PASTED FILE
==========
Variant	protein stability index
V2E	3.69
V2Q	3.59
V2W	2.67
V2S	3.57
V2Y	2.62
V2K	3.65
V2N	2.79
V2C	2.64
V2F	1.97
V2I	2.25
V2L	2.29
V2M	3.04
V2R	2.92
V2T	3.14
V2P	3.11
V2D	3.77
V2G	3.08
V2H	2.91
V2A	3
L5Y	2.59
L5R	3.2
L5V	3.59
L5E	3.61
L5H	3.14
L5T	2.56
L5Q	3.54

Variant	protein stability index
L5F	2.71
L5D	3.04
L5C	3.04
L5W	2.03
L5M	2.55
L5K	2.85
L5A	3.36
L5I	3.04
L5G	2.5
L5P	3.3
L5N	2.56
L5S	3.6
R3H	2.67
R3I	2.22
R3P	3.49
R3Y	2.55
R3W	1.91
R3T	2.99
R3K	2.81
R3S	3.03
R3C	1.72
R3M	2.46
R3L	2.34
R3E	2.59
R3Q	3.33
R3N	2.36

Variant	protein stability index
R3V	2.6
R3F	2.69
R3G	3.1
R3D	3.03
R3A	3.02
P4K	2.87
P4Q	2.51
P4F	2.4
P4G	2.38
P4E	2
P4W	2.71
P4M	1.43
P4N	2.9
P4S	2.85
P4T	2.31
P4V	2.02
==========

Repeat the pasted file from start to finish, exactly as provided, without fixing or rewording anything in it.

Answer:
Variant	protein stability index
V2E	3.69
V2Q	3.59
V2W	2.67
V2S	3.57
V2Y	2.62
V2K	3.65
V2N	2.79
V2C	2.64
V2F	1.97
V2I	2.25
V2L	2.29
V2M	3.04
V2R	2.92
V2T	3.14
V2P	3.11
V2D	3.77
V2G	3.08
V2H	2.91
V2A	3
L5Y	2.59
L5R	3.2
L5V	3.59
L5E	3.61
L5H	3.14
L5T	2.56
L5Q	3.54

Variant	protein stability index
L5F	2.71
L5D	3.04
L5C	3.04
L5W	2.03
L5M	2.55
L5K	2.85
L5A	3.36
L5I	3.04
L5G	2.5
L5P	3.3
L5N	2.56
L5S	3.6
R3H	2.67
R3I	2.22
R3P	3.49
R3Y	2.55
R3W	1.91
R3T	2.99
R3K	2.81
R3S	3.03
R3C	1.72
R3M	2.46
R3L	2.34
R3E	2.59
R3Q	3.33
R3N	2.36

Variant	protein stability index
R3V	2.6
R3F	2.69
R3G	3.1
R3D	3.03
R3A	3.02
P4K	2.87
P4Q	2.51
P4F	2.4
P4G	2.38
P4E	2
P4W	2.71
P4M	1.43
P4N	2.9
P4S	2.85
P4T	2.31
P4V	2.02